The simple 1.5” x 3” plastic coated cards I regularly use have small cracks and creases from the excessive games that they have endured. I believe in playing cards.
I was diagnosed with a learning disability that weakens my ability to retain information, and also impairs my attention towards tasks such as reading and writing. Playing cards became a tool for me to get away from the difficulties I encountered with my leaning disability. I learned to use the playing cards to take my mind away from the difficulties of my school work.
The ease I discovered of the games made me feel as though I was accomplishing something and that I was accomplishing it fast. I could attempt a game for five minutes, win or loss, and then move on to another game. The fact that the games went by fast and that each one was different from the last kept my mind intrigued. When I would get frustrated with work that my learning disability slowed me down on I would pull out a deck, play a few, games and then reattempt my work with a clear mind.
The one person who first introduced me to cards was my third grade English teacher. Although I no longer remember her name, she still remains a vivid image in my head. She had white hair, blue eyes, and long finger nails that looked as if they were curling a bit from there excessive size and they were always painted tangerine. After being diagnosed in third grade with the learning disability she taught me to play cards. I already knew simple games like ‘Go-Fish’ and ‘War’ but she taught me Solitaire, Pitch, and Rummy. I was able to understand the purpose and aspects of the games and apply the 52 cards in what would hopefully be a winning outcome.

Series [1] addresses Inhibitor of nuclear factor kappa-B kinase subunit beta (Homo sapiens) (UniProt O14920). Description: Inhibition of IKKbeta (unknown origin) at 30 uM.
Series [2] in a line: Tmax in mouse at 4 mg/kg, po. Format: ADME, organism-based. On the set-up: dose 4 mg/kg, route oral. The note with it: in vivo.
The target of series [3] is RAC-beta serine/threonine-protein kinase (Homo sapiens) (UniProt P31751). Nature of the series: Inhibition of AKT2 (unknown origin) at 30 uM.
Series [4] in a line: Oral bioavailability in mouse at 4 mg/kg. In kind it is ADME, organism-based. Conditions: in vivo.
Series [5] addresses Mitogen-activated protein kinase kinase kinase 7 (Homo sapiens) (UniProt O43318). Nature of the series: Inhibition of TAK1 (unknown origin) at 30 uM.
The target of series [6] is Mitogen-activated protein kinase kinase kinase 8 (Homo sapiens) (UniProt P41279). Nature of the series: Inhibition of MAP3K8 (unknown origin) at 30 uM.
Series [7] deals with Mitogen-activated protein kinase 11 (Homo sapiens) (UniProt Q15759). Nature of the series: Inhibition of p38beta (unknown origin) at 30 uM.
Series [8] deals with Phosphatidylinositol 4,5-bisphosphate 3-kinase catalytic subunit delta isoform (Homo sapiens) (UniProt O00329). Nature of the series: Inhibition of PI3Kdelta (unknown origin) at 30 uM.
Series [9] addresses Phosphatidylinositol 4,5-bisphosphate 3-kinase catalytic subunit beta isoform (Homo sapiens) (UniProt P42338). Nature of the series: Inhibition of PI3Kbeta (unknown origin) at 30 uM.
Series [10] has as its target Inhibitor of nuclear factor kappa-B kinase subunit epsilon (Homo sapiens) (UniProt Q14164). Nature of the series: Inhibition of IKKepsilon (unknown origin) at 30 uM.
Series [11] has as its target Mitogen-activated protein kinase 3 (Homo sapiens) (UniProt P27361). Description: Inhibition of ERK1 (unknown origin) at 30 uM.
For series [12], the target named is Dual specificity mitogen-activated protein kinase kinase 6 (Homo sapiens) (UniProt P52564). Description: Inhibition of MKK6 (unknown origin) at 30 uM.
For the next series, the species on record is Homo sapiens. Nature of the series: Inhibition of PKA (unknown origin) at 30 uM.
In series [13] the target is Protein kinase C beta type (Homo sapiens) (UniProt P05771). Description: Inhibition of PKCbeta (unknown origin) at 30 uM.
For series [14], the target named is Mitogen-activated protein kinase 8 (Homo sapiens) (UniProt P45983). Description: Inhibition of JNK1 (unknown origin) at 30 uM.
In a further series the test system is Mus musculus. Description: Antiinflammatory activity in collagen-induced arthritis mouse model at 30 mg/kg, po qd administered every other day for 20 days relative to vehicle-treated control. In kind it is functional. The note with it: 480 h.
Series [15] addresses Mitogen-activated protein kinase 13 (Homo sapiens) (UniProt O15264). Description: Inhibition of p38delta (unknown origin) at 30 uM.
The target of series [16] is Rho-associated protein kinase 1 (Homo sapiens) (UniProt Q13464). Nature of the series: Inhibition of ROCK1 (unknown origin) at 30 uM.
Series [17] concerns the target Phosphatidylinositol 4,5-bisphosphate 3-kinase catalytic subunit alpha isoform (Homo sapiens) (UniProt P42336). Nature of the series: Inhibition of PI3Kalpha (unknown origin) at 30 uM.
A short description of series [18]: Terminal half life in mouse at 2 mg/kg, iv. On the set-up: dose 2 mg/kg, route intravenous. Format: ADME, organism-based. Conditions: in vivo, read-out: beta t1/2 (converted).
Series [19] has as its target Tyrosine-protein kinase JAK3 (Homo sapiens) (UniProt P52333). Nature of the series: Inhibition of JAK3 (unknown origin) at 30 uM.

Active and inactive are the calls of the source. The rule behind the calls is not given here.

There is no way to figure out the exact number of times I have sat down to play these games yet, throughout high school and especially now that I am in college I seem to be playing on a daily basis. Most of the time I recruit my roommate into a game or even my girlfriend when she has the time, but playing alone I find to be best. Winning or loosing use to matter to me, but I have become impartial to the disappointment of failure and to the excitement of success. I play now only to occupy my mind away from my school work and the outcome is of no importance any longer. The relief I obtain is unlike any other for my scrambled head
In one day I have been known to reach upwards of at least fifty games of solitaire in one sitting. Now I play on the computer and often leave my faithful cards for special occasions. Yet, not a day goes by without playing some type of cards.
Cards ensure that there is always a way out and a way to take my mind away from stress and school. I thank the people who created such a simple concept. This is why I believe in playing cards.
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